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Up Front | Feb 2006

What You Can Count On

Death, taxes, and Medicare reimbursement reductions—2005 ended oddly, if you read serial faxes or e-mails about what the Centers for Medicare & Medicaid Services (CMS) was prepared to do to physician reimbursements. Fax No. 1: A 4.4% cut in reimbursement rates will occur in 2006. Fax No. 2: Organized medicine opined that the proposed cut would be reversed. Fax No. 3: A communiqué stated there was no way the 4.4% reduction could be reversed and that physicians should prepare to bear the burden again. Fax No. 4: The next report stated that the CMS had foregone the 4.4% cut. Organized medicine breathed a sigh of relief … for the time being. I next saw the following response to Fax No. 4 from the Kansas City Star, dated Monday, January 10, 2006:

WASHINGTON – The percentage of physicians who accept new Medicare patients has increased in the past fours years despite a slight drop in physicians’ reimbursement rates, a study shows. The findings suggest that doctors would not quit seeing Medicare patients if Congress had gone ahead with a proposed 4.4 % cut in reimbursement rates in 2006, one of the authors said.

Gee, thanks for your support.

Since 1993, CMS provider reimbursements have decreased by 40%, or 3.3 % annually. The “bonus” to the 4.4% reduction that was planned for 2006 was a cumulative 26% fee cut over the next 6 years. As practitioners, it is clear that we are within a financial death spiral as far as CMS fee reimbursements are concerned. On the contrary, manufacturers, pharmaceutical companies, and hospitals continue to reap increases. How long can the balancing act on physicians’ backs continue? Until we cry “uncle” loud enough. Our practical problems will be how to pay for (1) overhead, (2) computer infrastructure so we can interface without financial penalty with third-party payors, as mandated by the CMS, (3) cost-of-living increases to our employees, (4) increasing leasing rates, (5) expensive devices, etc.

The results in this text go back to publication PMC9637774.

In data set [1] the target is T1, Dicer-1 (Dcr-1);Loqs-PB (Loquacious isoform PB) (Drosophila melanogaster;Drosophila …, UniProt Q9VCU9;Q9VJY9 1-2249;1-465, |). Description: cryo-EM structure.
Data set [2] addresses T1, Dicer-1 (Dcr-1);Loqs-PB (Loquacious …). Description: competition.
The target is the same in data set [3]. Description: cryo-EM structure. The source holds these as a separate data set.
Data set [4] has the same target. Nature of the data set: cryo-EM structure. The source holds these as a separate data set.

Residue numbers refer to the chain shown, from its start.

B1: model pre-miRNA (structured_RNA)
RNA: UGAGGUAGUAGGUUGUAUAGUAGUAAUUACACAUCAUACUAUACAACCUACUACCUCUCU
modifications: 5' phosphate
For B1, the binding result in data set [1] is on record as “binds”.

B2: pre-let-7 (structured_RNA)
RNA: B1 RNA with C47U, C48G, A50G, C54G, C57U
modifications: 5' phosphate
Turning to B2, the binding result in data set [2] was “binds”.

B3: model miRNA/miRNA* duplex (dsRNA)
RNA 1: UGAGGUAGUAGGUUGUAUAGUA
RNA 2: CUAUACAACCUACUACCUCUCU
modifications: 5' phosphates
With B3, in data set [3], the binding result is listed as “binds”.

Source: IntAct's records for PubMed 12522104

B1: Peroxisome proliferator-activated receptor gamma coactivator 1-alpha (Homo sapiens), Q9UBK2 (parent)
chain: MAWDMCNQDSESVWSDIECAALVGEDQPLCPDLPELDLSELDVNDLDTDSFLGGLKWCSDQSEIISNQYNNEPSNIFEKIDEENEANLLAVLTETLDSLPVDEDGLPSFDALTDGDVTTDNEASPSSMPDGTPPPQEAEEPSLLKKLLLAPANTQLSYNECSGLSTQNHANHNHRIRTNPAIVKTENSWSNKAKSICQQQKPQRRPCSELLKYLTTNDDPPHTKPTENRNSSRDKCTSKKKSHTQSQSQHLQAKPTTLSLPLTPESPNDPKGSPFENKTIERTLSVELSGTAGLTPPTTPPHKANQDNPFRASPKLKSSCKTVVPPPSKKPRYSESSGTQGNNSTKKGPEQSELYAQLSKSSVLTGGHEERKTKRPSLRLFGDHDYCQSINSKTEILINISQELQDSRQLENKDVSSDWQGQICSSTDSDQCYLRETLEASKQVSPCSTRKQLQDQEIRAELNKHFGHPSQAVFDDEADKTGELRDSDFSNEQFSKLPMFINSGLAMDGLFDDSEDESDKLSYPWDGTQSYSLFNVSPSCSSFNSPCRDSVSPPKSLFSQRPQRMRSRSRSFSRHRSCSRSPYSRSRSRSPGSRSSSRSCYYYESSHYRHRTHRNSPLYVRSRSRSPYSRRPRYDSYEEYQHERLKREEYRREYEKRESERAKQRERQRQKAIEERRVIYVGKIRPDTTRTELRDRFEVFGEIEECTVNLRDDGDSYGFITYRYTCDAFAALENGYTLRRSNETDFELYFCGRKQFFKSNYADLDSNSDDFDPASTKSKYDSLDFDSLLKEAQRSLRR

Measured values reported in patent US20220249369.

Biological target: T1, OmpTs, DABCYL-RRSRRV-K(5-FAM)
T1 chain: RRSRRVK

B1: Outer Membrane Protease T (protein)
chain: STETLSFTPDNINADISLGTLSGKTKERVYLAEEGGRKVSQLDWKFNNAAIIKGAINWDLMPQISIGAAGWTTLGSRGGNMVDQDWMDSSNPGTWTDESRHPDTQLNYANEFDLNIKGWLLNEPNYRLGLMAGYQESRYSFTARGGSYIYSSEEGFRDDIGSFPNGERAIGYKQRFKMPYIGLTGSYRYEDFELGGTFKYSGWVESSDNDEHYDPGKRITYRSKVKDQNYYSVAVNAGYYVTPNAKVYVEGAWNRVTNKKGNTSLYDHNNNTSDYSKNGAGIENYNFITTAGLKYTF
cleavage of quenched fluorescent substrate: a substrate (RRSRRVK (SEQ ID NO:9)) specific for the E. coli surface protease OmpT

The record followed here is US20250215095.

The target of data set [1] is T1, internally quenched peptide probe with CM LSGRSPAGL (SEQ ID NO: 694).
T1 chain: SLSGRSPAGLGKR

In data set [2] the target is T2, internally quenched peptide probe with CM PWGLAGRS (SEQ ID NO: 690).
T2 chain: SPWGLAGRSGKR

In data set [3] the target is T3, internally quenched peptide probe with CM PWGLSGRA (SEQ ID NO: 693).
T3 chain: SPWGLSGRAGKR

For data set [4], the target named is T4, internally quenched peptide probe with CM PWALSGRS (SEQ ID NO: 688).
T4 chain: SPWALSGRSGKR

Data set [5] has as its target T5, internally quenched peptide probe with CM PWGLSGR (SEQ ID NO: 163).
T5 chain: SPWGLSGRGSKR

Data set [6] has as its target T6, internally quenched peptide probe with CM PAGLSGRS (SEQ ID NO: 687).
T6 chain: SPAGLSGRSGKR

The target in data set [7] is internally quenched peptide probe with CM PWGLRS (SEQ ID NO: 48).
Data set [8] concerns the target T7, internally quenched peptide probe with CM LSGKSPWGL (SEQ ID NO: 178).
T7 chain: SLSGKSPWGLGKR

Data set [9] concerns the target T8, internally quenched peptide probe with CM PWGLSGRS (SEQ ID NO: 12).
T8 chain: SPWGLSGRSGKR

What can you do? I believe there are at least three actions that would benefit your practice. First, do whatever you can to generate part of your income from the free market in the form of elective services. Other specialties have the opportunity to close their practices to Medicare recipients, because their schedules are filled with patients whose insurance companies pay 130% to 140% of the Medicare allowable. Ophthalmologists cannot do this, as the vast majority of our patients (75% to 90%) are of Medicare age. Second, contribute your time and financial support to our local, state, and national professional organizations and societies. They are our only collective voice. If you have been unhappy with their efforts, give them a call and do your part as you see fit. Other groups taking from the public coffers—manufacturers, pharmaceutical companies, and hospitals—have whipped us year in and year out at the lobbying/political game. The well-funded, well-organized, and most effective squeaky wheel does get the grease. Last, do not give away your services for free. One freebie we have historically delivered is ER coverage. I suggest you get up to date with what others across the country are charging for their after-hours expertise. My hope is that, in 2006, more of us can find positive outlets through which to improve the overall future of our practices and those that follow in our professional tract. 
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